Sam Shah’s blog has been a veritable teaching clinic the last two weeks, more than filling his own installment of Great Classroom Action.
With Attacks and Counterattacks, Sam asked his students to define common shapes as best as they could – triangle, polygon, and circle, for instance. They traded definitions with each other and tried to poke holes in those definitions.
When the counter-attacks were presented, it was interesting how the discussions unfolded. The original group often wanted to defend their definition, and state why the counter-attack was incorrect.
Trade the definitions back, strengthen them, and repeat.
Sam created some very useful scaffolds for the very CCSS-y question, “If you have a shape and its image under a rotation, how can you quickly and easily find its center of rotation?”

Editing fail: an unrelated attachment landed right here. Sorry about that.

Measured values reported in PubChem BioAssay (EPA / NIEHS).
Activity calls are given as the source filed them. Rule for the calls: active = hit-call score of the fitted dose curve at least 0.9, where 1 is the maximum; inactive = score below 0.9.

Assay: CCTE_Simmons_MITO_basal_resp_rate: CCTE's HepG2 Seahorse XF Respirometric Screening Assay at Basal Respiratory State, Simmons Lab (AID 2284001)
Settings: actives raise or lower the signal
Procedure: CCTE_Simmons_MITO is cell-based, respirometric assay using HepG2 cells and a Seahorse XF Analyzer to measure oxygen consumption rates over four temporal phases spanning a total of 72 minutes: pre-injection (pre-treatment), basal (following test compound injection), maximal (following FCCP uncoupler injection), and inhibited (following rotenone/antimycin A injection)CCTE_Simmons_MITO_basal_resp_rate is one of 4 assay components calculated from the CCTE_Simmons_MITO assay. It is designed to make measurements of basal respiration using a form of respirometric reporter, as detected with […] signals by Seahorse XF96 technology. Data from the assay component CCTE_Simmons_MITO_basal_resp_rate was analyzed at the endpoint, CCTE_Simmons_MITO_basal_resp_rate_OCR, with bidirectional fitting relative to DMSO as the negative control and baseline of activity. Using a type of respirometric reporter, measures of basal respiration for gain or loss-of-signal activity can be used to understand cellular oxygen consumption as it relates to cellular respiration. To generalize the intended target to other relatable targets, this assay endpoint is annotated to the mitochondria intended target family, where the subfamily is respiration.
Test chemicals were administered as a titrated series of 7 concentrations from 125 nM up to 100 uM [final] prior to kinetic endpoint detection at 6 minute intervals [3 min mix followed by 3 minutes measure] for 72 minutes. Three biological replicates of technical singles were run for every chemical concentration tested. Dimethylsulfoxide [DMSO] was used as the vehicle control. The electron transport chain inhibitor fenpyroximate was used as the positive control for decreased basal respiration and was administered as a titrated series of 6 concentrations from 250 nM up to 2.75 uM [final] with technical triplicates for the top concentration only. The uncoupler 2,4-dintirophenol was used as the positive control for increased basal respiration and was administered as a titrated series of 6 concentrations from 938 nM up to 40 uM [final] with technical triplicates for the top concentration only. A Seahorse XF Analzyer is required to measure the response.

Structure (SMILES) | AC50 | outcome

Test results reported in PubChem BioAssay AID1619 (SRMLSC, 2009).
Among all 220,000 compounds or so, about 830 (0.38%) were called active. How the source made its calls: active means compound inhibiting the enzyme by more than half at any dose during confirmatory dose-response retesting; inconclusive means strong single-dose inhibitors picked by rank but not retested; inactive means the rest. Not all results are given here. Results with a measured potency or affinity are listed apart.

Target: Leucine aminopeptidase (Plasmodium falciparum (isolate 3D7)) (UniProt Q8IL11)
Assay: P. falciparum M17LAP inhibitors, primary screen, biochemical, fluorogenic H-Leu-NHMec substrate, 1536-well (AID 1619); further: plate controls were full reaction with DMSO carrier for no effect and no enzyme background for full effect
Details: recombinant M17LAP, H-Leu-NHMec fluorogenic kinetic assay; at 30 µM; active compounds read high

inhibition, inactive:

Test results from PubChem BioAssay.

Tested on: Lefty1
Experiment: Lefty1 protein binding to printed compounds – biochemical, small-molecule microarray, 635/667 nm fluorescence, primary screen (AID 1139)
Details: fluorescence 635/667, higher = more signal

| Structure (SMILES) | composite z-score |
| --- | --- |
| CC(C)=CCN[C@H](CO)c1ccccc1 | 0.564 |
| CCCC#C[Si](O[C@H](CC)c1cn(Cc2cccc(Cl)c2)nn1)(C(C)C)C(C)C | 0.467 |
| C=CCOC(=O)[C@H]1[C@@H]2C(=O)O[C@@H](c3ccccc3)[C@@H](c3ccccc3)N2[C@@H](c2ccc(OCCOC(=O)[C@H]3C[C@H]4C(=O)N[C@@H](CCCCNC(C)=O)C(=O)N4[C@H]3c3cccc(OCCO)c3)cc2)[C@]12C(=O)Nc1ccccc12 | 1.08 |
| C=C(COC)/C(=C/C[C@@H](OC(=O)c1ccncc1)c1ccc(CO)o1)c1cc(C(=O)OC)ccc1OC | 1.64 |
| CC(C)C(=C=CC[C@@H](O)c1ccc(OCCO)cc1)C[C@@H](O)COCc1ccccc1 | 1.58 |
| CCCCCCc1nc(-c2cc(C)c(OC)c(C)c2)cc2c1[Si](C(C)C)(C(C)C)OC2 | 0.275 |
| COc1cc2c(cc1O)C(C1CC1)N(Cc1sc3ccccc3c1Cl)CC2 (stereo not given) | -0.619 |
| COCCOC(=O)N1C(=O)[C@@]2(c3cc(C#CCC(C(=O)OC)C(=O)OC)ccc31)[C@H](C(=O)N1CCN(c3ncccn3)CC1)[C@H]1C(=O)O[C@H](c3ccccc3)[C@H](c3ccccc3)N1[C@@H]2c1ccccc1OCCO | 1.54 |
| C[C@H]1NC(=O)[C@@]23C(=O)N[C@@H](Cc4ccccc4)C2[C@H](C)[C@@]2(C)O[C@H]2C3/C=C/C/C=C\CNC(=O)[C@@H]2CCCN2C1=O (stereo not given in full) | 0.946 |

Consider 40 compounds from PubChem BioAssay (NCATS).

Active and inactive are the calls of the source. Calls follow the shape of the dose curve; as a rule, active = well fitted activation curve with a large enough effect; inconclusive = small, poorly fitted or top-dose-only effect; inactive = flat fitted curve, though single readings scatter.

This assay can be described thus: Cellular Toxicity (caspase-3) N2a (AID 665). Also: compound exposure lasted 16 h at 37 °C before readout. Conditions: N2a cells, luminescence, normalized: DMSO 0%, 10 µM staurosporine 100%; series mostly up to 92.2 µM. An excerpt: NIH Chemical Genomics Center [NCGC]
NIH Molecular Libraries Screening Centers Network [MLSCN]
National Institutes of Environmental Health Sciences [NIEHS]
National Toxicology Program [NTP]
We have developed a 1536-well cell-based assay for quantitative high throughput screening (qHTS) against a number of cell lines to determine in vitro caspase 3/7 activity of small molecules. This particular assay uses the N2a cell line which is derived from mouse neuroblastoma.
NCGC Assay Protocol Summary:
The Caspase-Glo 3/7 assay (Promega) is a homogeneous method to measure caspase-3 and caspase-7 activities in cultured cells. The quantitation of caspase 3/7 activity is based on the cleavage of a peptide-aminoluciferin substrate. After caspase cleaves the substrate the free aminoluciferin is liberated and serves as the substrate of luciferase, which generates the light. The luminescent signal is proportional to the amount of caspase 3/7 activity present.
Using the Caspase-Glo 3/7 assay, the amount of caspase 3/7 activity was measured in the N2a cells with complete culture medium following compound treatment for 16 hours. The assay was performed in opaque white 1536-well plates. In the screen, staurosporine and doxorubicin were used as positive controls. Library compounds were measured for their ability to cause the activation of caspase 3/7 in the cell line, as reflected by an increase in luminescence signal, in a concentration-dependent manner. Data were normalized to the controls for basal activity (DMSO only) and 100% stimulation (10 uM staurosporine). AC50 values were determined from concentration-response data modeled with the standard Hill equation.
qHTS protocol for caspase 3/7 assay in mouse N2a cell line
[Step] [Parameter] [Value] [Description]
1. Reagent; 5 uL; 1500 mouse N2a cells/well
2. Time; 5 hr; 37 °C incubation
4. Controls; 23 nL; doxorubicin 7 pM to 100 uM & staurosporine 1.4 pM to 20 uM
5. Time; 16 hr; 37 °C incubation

This is an awesome exercise (inmyhumbleopinion) because it has kids use patty paper, it has them kinesthetically see the rotation, and it gives them immediate feedback on whether the point they thought was the center of rotation truly is the center of rotation. Simple, sweet, forces some thought.
Sam then pulls a move with a Post-It note that is a stunner, simultaneously useful for clarifying the concept of a variable and for finding the sum of recursive fractions:
Ready? READY? Flip. THAT FLIP IS THE COOLEST THING EVER FOR A MATH TEACHER. That flip was the single thing that made me want to blog about this.
Finally, Sam pulls a masterful move in the setup to his students’ realization that all the perpendicular bisectors of a triangle’s side meet in the same point. He has them first find those lines for pentagons (nothing special revealed) and quadrilaterals (nothing special revealed) before asking them to find them for triangles (something very special revealed).
There were gasps, and one student said, and I quite, “MIND BLOWN.”